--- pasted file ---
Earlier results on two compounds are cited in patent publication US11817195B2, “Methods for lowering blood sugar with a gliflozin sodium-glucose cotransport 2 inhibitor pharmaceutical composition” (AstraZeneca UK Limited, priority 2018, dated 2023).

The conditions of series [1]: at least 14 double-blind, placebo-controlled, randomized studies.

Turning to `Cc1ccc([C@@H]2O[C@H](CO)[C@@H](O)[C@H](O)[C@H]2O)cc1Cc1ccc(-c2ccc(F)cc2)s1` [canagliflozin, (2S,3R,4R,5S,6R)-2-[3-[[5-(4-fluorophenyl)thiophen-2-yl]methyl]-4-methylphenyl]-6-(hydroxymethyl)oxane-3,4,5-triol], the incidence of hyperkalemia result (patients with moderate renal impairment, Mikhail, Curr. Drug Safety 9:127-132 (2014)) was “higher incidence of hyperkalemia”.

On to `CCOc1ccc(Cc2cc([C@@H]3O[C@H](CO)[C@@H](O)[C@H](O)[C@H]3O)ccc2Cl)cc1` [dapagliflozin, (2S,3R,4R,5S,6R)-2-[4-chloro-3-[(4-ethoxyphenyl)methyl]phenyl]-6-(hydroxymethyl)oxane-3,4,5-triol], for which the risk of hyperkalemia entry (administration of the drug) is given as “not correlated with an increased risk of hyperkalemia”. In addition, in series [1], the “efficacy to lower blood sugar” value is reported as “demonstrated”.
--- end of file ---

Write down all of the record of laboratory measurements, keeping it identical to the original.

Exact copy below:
Earlier results on two compounds are cited in patent publication US11817195B2, “Methods for lowering blood sugar with a gliflozin sodium-glucose cotransport 2 inhibitor pharmaceutical composition” (AstraZeneca UK Limited, priority 2018, dated 2023).

The conditions of series [1]: at least 14 double-blind, placebo-controlled, randomized studies.

Turning to `Cc1ccc([C@@H]2O[C@H](CO)[C@@H](O)[C@H](O)[C@H]2O)cc1Cc1ccc(-c2ccc(F)cc2)s1` [canagliflozin, (2S,3R,4R,5S,6R)-2-[3-[[5-(4-fluorophenyl)thiophen-2-yl]methyl]-4-methylphenyl]-6-(hydroxymethyl)oxane-3,4,5-triol], the incidence of hyperkalemia result (patients with moderate renal impairment, Mikhail, Curr. Drug Safety 9:127-132 (2014)) was “higher incidence of hyperkalemia”.

On to `CCOc1ccc(Cc2cc([C@@H]3O[C@H](CO)[C@@H](O)[C@H](O)[C@H]3O)ccc2Cl)cc1` [dapagliflozin, (2S,3R,4R,5S,6R)-2-[4-chloro-3-[(4-ethoxyphenyl)methyl]phenyl]-6-(hydroxymethyl)oxane-3,4,5-triol], for which the risk of hyperkalemia entry (administration of the drug) is given as “not correlated with an increased risk of hyperkalemia”. In addition, in series [1], the “efficacy to lower blood sugar” value is reported as “demonstrated”.